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Raccoon Eyes Are No Surprise in Midlife




As if women do not have enough to worry about in midlife, one day you look in the mirror and wonder, “Where did my raccoon eyes come from?” Depending on one’s complexion, dark circles under the eyes can be a shade of purple, blue, or black. Research shows that women with darker complexions fall prey to having this condition, due to having higher levels of melanin in their skin.


So, what is causing this nightmare?


1. Hyperpigmentation.

We often forget that the skin around our eyes is some of the thinnest and most delicate skin on our body. We can thank this “transparency” for causing hyperpigmentation (darkness) to show through. If we could reverse menopause and have a thin stomach with a fat face, midlife would be grand.


2. Poor circulation.

Another reason for dark circles is poor circulation. Insufficient drainage of toxins or weak and dilated blood vessels around our eyes can cause discoloration. This is more prominent in midlife as our face losses fat and collagen.


3. Vitamin Deficiencies.

Deficiencies in Vitamin C and Iron can also leave us cursing in the mirror. Vitamin C is full of antioxidants that help to strengthen our skin. Anemia, or a loss of iron, causes a poor supply of oxygenated blood to the skin under our eyes. Neither is good, so make sure your levels are balanced.


4. Insomnia.

Lack of sleep is all too common in midlife, when progesterone levels are on the decline. 60% of postmenopausal women experience bouts of insomnia. This constant problem of not falling asleep or remaining asleep not only leaves us feeling fatigued, but also causes that sunken in facial appearance all zombies have. Yikes!


Can we reverse this curse?


Don’t fret! There many natural treatments that can turn us back into the beauty queens we deserve to be. All it takes is a little energy and consistency.



1. Brightening creams and serums.

In today’s beauty market there is an endless supply of face and under eye creams. Creams that are rich in vitamin C, vitamin E, retinoid, and hyaluronic acid are our best bet. Just be careful that the one you chose isn’t full of other harsh chemicals or fragrances that could irritate this delicate area. As a rule of thumb, always consult your doctor or allergist before trying any new skin care to avoid dermatological rashes or burns. A good concealer or shimming powder can detract from dark spots and give you that fresh look back too.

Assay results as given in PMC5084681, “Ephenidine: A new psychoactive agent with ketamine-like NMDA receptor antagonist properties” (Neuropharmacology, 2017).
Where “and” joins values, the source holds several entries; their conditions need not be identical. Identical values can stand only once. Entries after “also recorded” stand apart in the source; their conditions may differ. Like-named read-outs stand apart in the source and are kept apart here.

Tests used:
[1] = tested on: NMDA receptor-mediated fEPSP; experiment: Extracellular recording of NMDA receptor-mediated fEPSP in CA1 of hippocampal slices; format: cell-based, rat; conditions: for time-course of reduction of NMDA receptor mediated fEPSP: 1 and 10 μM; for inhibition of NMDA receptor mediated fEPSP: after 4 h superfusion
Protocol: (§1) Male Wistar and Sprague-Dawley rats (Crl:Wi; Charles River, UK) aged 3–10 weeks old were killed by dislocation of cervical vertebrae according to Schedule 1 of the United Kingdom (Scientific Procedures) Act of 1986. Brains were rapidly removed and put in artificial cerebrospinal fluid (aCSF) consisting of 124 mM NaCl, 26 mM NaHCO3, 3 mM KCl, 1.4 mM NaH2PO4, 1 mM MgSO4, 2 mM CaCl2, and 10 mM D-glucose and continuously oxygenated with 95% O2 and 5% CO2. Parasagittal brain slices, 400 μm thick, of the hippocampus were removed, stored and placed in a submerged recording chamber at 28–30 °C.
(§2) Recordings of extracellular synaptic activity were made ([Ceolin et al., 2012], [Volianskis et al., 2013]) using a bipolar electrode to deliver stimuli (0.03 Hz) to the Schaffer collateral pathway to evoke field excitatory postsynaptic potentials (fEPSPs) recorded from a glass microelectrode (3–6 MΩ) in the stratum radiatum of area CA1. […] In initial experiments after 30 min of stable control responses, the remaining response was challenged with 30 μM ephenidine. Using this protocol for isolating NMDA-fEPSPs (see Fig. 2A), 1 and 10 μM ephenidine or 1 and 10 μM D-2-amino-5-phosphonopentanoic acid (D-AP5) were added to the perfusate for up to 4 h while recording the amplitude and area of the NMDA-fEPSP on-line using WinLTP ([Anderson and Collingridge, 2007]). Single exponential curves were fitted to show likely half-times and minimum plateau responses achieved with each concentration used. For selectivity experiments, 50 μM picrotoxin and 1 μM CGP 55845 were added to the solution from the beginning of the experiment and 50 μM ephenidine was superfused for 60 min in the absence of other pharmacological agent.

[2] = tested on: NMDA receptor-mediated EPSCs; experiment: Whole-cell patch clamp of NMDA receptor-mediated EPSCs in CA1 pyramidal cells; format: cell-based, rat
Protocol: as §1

2. Sleep.

Fluctuating hormone levels, chronic stress, or eating late, can wreak havoc on your eyes. Researchers agree that 7-8 hours of sleep a night is essential. They don’t call it beauty sleep for nothing! However, this is easier said than done when night sweats, stimulants, or mood swings get involved. Soft music, light clothing or bedding, and cool air can be helpful to bring slumber and fresh morning eyes.


3. Cold Compress.

Sometimes dark and tired eyes require some sweet soothing. A cold compress can help shrink dilated blood vessels and calm that “ring around the eyes”. Just make sure not to use ice or your cooled cloth longer than 20 minutes. A cold, jade roller massaged gently below and above your eyes can help too. This will decrease inflammation and increase circulation. Sounds like a win-win!


4. Cooled Tea Bags.

The caffeine and antioxidants in tea make it a good choice to stimulate blood circulation around the eyes. Just make sure that your tea bags are fully cooled and only on for 15 minutes. Who knew relief could smell so good?


5. Cucumber.

Known for its high water content, cucumber is very moisturizing. Possessing silica makes it ideal for keeping swelling and puffiness at bay.


6. Wellness Coaching.

When we don’t look our best often this can transcend to our emotions or spirit. If you lack confidence in how you look, constantly find yourself in a state of negative talk about your appearance, or just have poor self-worth it may be a good idea to get some support. We seldom see ourselves, unless in a mirror, so an outside perspective can give you a brand new outlook! With earrings to match :)



References:

Luo, E, M.D. (2020) Medical review of the article “What causes dark circles under the eyes?, written by Sisson, B. Aug 8, 2019. Medical News Today. 2-7-2022. https://www.medicalnewstoday.com/articles/325989


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